Vasily Stasov designed the Grand Choral Synagogue in St. Petersburg, Russia. It was completed in 1893 as a central worship space for the area’s growing Jewish community. One of the synagogue’s most notably opulent features is its 47 m copula. It was also possible to get married here at the lavish adjoining wedding chapel. The synagogue stands as a reflection of the prominent roles many Jewish individuals played in this period of Russia’s history. Today you can visit this house of worship, which was entirely restored in 2003. There are a variety of activities on offer and several surrounding Jewish cultural shops.
From Building to Opening
From 1884 to 1888 the main construction took place and in 1888 the cupola of the Grand Choral Synagogue was decorated and the process of interior design began. On December 8, 1893 the Grand Choral Synagogue was officially opened and consecrated during a most lavish ceremony. The door was opened with a specially designed silver key and 7 Torah scrolls were brought into the hall. It had taken so many years to be accepted into society and over 24 years to raise money, plan and receive permission, but finally the Jewish community of St Petersburg had their Grand Choral Synagogue.
The World Wars
During WWI a 100-bed hospital for the wounded, of all confessions, was organised by the Jewish community, on the premises of the synagogue. And the Synagogue was bombed by the Nazi army during the Siege of Leningrad between 1941 and 1943. However, the hospital remained in operation. The Jewish community managed to survive the blockade, as well as many other oppressions over the years.
During the Soviet Era the Jewish community had a rocky relationship with the authorities and the Grand Choral Synagogue was closed several times, only to be re-opened after the authorities realized the importance it played within the community. A famous Rabbi Yosef Yitzchak Schneersohn was even imprisoned for “anti-soviet” activities. However, the Grand Choral Synagogue remained a part of the community and the persistence of the Jews in St Petersburg kept it alive. Fund-raising was banned, traditional rituals were made un-lawful, and the activities inside the Synagogue were watched closely by the authorities and secret police. In the 1970’s and 1980’s repairs were made to the Synagogue but all was still not well. Many Jews were refused emigration and forced to stay in the Soviet Union – the Grand Choral Synagogue became an important place for communication and refuge. In the mid to late 1980’s there was a youth movement and the Synagogue started to fill up again with those wishing to worship. Cultural organisations were formed during Perestroika and concerts were held in the Grand Choral Synagogue.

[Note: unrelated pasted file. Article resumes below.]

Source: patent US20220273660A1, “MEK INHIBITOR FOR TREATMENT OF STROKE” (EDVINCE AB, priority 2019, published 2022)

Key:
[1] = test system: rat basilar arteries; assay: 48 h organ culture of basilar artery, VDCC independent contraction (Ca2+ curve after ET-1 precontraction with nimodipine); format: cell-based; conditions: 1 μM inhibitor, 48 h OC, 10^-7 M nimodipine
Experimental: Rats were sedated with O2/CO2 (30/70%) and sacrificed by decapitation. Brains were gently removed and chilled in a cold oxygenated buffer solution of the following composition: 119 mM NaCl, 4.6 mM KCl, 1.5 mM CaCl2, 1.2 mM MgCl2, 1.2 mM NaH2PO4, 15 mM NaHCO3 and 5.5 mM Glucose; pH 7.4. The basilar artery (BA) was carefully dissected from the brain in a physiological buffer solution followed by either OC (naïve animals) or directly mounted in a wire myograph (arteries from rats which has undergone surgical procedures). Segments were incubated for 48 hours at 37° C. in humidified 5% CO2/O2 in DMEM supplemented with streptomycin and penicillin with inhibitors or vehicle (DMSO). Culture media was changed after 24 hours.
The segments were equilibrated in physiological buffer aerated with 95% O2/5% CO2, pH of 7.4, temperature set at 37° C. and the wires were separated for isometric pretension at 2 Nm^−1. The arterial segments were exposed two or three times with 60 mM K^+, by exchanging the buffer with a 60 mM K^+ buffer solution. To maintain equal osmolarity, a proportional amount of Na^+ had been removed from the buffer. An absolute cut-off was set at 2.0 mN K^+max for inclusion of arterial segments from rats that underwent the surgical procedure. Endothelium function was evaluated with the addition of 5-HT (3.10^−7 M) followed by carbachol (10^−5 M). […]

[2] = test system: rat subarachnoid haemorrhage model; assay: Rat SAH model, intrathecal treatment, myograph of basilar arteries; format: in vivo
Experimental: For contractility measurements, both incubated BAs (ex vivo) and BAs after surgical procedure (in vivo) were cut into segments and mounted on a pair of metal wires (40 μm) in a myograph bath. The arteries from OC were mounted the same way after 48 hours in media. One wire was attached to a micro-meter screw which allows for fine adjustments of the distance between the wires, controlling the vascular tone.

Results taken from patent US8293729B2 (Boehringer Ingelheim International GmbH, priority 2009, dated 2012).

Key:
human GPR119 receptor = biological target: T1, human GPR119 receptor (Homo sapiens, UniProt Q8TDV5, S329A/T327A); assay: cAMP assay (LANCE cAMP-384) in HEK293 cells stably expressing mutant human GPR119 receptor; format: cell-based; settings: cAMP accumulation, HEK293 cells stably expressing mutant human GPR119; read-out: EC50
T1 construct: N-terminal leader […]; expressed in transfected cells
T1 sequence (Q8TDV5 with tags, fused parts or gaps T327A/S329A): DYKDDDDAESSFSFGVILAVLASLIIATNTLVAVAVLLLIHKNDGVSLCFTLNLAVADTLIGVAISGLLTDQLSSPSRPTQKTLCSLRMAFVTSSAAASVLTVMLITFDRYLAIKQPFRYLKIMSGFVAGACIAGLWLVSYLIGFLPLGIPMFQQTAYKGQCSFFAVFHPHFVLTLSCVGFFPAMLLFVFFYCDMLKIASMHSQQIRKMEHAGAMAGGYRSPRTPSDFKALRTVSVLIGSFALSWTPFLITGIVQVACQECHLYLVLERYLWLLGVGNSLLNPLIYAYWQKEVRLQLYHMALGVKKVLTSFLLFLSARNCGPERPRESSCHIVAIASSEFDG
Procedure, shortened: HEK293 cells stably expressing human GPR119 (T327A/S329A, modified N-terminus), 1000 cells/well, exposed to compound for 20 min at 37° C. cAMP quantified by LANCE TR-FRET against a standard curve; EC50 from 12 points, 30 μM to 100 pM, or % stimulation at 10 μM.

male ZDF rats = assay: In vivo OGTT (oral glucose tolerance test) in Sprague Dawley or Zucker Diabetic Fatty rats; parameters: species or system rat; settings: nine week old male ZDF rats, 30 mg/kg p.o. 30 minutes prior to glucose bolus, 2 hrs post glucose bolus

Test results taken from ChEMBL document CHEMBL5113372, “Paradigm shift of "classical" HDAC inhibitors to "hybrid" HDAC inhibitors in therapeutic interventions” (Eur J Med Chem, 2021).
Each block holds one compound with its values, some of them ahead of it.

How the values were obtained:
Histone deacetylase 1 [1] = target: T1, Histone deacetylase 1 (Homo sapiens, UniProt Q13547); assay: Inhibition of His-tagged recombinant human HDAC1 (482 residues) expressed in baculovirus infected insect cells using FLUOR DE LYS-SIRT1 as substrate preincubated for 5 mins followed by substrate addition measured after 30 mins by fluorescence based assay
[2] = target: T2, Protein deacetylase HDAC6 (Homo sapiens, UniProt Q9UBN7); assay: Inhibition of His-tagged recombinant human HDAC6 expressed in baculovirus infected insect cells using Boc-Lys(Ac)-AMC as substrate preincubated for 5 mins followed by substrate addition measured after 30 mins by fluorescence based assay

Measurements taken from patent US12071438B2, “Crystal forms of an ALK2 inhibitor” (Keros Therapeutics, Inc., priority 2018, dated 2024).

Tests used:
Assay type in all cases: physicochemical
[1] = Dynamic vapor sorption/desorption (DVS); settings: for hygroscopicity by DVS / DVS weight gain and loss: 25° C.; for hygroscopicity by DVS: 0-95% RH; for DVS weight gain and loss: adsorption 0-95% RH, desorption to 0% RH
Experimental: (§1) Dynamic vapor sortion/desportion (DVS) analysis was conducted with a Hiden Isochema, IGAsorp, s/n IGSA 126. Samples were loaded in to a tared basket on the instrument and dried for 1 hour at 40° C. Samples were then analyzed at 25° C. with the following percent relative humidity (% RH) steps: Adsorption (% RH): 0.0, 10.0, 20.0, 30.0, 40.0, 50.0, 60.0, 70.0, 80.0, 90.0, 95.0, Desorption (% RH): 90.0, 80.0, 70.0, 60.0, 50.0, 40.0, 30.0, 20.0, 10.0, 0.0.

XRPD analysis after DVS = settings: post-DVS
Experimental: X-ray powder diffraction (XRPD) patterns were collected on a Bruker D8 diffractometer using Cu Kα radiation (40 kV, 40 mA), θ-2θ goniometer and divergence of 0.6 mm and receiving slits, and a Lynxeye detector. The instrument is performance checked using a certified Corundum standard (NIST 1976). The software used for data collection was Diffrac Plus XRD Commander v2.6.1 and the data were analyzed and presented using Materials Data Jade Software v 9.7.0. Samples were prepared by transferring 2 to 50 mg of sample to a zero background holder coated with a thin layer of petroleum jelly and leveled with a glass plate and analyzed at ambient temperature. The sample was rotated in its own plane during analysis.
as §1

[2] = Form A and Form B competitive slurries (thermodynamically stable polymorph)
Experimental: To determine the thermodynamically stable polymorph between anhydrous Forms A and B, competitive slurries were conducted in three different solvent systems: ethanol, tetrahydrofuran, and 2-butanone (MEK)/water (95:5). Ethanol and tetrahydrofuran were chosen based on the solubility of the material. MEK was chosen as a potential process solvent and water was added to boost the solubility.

Today the Great Choral Synagogue of St Petersburg is a registered landmark and an architectural monument of federal importance as well as, of course, an important cultural center for the Jewish community in St Petersburg. The Synagogue runs several schools and is involved in charitable works such as a Yeshiva that dispenses cheap meals to Jewish pensioners. There is also a Matzobakery and a Kosher restaurant along with a souvenir shop for visitors.
Several renovations have taken place during the last 15 years including renovation of the concert hall and a new Mikvah.
There is now an informative exhibition on Jewish history in the foyer of the Great Synagogue (Bolshaya Sinagoga), whose magnificent prayer hall, with its stucco squinches and stalactite mouldings, has been restored following a 5 million dollar donation from the Saffra family in 1999, along with others from the diaspora. This hall holds in excess of 1,200 people and has woman’s galleries on three sides.
The Synagogue is praised for its wonderful acoustics and it is said that by placing ones ear in the right place, one can hear the minutest of whispers from way across the opposite end of the hall, your guide will show you where to put your ear.